News

After Senate Passes Ukraine Aid Bill, House Works Its Own Alternative

After the Senate approved a $95 billion foreign aid package that would be split between important U.S. allies Ukraine, Taiwan and Israel last week, GOP House leaders immediately declared it dead on arrival. But now a bipartisan group of House moderates is working on its own proposal that would include $60 billion in military aid with a few additional border security measures.

The foreign aid package was the remnants of a bill killed by House Republicans last week that also included some of the harshest border security measures in U.S. history. Most Republicans opposed the bill, claiming that the new border laws did not go far enough, despite the legislation being negotiated by one of its most conservative members.

The new foreign aid package, which passed through the Senate 70-29, is mostly related to military aid. Thirty billion dollars of Ukraine’s allotted $60 billion would go to weapons and munitions purchases, training soldiers and intelligence sharing. Eight billion dollars would go to helping Ukraine’s government maintain operations, and $2 billion would go into the private sector. There is about $480 million for helping Ukrainians displaced by the war.

About $14 billion from the package would go to support Israel and U.S. operations in the Middle East. This portion of the bill agitated some progressive Democrats to oppose the package – Sens. Bernie Sanders (I-Vermont), Jeff Merkley (D-Oregon) and Peter Welch (D-Vermont) all voted no.

Subscribe to our free weekly newsletter!

A week of political news in your in-box.
We find the news you need to know, so you don't have to.

Welch said about Israel’s ongoing occupation of Gaza, “The inescapable conclusion is that the Netanyahu government is not listening. It’s difficult to conclude that [Netanyahu’s] enemy is not only Hamas, but the Palestinians.”

More than $8 billion in the bill would go to Taiwan and other crucial U.S. allies in the Indo-Pacific to deter aggression by the Chinese government. Most of the military provisions will be contracted to U.S. weapons manufacturers who are replenishing stockpiles around the globe.

The package contains $9 billion to provide aid and relief in the form of food, water, shelter and medical care to citizens of Gaza and Ukraine whose lives have been upended by these conflicts.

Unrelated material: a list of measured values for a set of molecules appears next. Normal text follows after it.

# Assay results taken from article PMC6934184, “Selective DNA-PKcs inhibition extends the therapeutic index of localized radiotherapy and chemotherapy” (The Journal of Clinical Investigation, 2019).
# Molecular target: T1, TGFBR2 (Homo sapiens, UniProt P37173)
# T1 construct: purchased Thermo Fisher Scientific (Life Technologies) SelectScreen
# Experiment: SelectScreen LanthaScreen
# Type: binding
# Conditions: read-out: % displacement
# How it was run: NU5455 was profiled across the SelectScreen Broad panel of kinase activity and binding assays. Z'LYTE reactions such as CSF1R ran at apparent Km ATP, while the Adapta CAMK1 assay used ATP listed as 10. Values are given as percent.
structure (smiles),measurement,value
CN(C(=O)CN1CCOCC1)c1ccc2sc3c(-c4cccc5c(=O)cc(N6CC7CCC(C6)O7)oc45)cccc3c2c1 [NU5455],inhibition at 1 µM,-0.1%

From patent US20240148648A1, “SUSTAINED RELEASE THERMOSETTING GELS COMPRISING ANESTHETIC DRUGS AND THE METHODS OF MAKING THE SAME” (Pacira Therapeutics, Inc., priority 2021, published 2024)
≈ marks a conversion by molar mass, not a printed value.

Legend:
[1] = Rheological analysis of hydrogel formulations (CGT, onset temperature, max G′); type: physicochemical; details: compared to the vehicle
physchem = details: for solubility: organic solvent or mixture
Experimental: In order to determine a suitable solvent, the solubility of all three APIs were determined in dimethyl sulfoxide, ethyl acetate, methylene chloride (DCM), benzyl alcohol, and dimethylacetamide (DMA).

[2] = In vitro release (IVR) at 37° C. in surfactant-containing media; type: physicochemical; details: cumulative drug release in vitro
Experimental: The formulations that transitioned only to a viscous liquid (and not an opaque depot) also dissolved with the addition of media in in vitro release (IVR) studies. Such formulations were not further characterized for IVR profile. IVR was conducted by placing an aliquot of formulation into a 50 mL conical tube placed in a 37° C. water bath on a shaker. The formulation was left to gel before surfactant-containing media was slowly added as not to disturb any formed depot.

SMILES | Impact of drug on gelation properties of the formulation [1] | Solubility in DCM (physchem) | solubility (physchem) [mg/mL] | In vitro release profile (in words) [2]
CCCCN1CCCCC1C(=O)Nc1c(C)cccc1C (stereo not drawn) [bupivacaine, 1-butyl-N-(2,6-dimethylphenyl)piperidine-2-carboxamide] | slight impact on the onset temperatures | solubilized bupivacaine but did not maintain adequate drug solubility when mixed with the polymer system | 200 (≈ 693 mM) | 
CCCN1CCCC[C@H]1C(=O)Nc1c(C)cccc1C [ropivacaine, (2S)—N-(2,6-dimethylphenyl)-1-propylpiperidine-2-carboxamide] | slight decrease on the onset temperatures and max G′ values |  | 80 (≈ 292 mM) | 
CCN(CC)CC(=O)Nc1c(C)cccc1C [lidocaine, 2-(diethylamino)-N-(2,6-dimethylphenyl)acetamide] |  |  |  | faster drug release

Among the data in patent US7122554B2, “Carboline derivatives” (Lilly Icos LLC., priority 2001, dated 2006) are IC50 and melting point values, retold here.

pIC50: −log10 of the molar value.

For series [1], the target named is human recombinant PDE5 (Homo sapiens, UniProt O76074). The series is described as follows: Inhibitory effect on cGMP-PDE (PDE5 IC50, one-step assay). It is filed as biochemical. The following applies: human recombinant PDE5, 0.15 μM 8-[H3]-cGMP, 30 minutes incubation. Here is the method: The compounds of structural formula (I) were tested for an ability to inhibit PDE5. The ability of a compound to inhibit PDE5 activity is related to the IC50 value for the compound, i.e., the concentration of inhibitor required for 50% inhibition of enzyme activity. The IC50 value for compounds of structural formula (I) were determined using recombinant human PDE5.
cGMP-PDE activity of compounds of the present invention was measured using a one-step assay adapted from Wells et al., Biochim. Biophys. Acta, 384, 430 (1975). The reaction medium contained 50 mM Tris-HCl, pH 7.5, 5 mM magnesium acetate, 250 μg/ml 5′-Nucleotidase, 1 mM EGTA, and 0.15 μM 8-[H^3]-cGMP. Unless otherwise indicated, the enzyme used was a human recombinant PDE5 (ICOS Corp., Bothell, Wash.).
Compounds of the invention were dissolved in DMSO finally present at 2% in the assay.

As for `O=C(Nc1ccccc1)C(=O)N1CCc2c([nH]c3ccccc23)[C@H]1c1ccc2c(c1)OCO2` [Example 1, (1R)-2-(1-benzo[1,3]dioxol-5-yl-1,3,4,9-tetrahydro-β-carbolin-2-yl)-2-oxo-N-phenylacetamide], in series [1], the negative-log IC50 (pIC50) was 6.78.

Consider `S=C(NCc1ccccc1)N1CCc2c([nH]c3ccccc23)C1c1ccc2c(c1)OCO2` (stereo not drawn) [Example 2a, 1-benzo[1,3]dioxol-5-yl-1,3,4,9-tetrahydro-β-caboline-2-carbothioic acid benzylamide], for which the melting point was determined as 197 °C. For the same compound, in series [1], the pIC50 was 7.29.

While the bill received bipartisan support in the Senate, like its predecessor, it seems doomed to die in the House. Speaker Mike Johnson (R-Louisiana) said, “In the absence of having received any single border policy change from the Senate, the House will have to continue to work its own will on these important matters.”

Clark Franzman

Recent Posts

Biden Administration Proposes New Student Debt Relief Plan

President Joe Biden's administration announced new student loan plans that could provide aid to millions…

1 day ago

Special Counsel Jack Smith Asks Supreme Court To Deny Trump’s Immunity Claim

In a new court filing, Special Counsel Jack Smith urged the Supreme Court to deny…

2 days ago

Biden Faces Challenges Getting On The Ohio & Alabama Ballots

According to a letter from Ohio's secretary of state, Frank LaRose, President Joe Biden may…

2 days ago

After Trump Says States Should Determine Abortion Laws, Democrats Try To Make Him Own The Issue

On Monday, Donald Trump said abortion laws should be determined by U.S. states, seemingly taking a more…

2 days ago

After Alabama Democrat Flips House Seat Amid IVF Controversy, Democrats Wonder If They Can Make A Comeback In The Reddest Of States

Last week, Democrat Marilyn Lands defeated Republican Teddy Powell in a special election for a state House seat in…

3 days ago

Who Is Nicole Shanahan, Robert F. Kennedy Jr.’s New V.P. Running Mate

Last week, independent presidential candidate Robert F. Kennedy Jr. announced that San Francisco attorney and entrepreneur Nicole Shanahan would…

5 days ago